Booking Holdings (Nasdaq: BKNG) has put together a strong combination of online businesses under a single corporate roof. Starting with its Priceline “name your own price” travel site, Booking has made acquisitions such as international hotel specialist Booking.com, online travel aggregator Kayak and restaurant reservation service OpenTable.
Growth at Booking has slowed recently, worrying some observers. But much of the drop in revenue growth is simply due to the effects of the strong U.S. dollar on Booking’s extensive (and growing) international business. China has been a big target for Booking; the company has made substantial investments in businesses such as online travel platform Ctrip.com International (now Trip.com), food delivery app provider Meituan-Dianping and ride-hailing specialist Didi Chuxing.
In its latest quarterly earnings report, the company posted $5 billion in revenue, up 4% over year-ago levels (about 7% on a constant-currency basis), with net income up 10%, to $2 billion. CEO Glenn Fogel noted, “Booking Holdings executed well in our busiest quarter of the year as we booked 223 million room nights, which is up 11% year-over-year.”
Booking’s extensive international presence makes it – and its shareholders – likely to reap rewards as more people around the world discover and are able to afford the joys of travel. (The Motley Fool owns shares of and has recommended Booking Holdings.)
Ask the Fool
Q: When I read about the “anticipated” earnings of a company, who is doing that anticipating? – K.B., Lancaster, Ohio
A: Such language typically refers to the consensus of Wall Street analysts, who routinely offer estimates of company earnings before they’re reported each quarter.
Interestingly, though, these analysts are often incorporating guidance from the company itself, such as when management offers thoughts on performance during a conference call reviewing a current earnings report. (In the past, such information was often dispensed privately, to select audiences. That’s no longer allowed, as it created an uneven playing field for investors.)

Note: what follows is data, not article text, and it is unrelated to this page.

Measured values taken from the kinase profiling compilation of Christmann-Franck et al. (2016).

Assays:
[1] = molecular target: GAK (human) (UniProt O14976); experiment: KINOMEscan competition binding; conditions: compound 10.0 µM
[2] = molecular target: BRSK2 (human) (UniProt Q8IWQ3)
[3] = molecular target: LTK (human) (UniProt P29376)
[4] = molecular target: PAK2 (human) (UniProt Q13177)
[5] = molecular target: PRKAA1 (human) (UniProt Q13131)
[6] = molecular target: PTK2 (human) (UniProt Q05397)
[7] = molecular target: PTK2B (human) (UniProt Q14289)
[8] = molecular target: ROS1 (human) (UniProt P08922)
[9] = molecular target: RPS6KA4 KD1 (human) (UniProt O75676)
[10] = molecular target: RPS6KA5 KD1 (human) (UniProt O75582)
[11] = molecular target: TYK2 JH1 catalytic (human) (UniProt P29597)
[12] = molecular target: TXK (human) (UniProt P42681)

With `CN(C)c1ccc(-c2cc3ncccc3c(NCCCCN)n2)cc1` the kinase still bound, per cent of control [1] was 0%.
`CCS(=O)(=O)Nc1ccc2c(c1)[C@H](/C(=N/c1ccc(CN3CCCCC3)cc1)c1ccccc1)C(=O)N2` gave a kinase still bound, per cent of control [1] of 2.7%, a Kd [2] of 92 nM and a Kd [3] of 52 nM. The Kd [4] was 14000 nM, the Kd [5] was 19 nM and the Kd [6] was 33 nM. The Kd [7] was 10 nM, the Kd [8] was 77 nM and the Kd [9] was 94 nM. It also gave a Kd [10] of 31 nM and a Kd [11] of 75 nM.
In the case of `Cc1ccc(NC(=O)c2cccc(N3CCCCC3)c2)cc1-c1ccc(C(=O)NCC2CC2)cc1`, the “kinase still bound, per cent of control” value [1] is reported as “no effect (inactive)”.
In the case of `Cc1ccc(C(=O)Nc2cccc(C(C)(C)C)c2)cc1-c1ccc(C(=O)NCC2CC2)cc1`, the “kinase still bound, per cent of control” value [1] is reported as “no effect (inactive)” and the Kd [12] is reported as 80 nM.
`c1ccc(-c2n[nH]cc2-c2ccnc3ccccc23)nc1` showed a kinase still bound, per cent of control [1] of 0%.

So don’t pay too much attention to analyst estimates. They may be helpful as you try to determine whether a stock is under- or overvalued, but remember that they’re still just educated guesses. Since a company’s stock can drop if it fails to meet expectations, some companies will lowball their projections, increasing the odds that they’ll beat expectations.
For long-term investors, how a company will perform over the coming years or decades is far more important than what analysts expect will happen in the next three to 12 months.
Q: What’s a “market maker”? – A.C., online
A: When you buy (or sell) shares of stock through your brokerage, the shares usually aren’t transferred directly between you and the seller (or buyer) of those shares. Instead, stocks are typically bought and sold through “market makers,” usually brokerage houses, who keep the market fluid. They profit via “the spread” – the (typically small) difference between the purchase and sale prices in a transaction. They often keep some shares in inventory, too, in case someone wants to buy shares that no one else is offering at the time.
My dumbest investment
My dumbest investment is one I didn’t make – I didn’t invest in Apple when it was trading for $42 per share. Live and learn. – T.D., online
The Fool responds: That’s the kind of regret that many investors have. Even Warren Buffett has expressed regret about not buying shares of companies such as Amazon.com or Google long ago. (Note, though, that his amazing investing success reflects how well you can do missing many opportunities, as long as you pounce on some good ones. Much of Buffett’s success also stems from his knowing the limits of his knowledge and not investing in companies and businesses he doesn’t understand well.)
Shares of Apple split 7-for-1 in 2014, and recently traded for around $266 per share. But remember that while you and others who didn’t buy at $42 missed out at that price, you could have bought shares later – at around $50, or $100, or $200 – and still profited.
Buying in early isn’t even enough: Many early investors lose faith or get skittish and sell their shares too soon. There are certainly some investors who bought Apple at $42 only to sell if the shares temporarily dropped a bit, or as soon as they doubled their money.
For best investing results, park your money in the best companies you can find, and aim to hang on for many years, through ups and downs, as long as you retain long-term confidence in their prospects.
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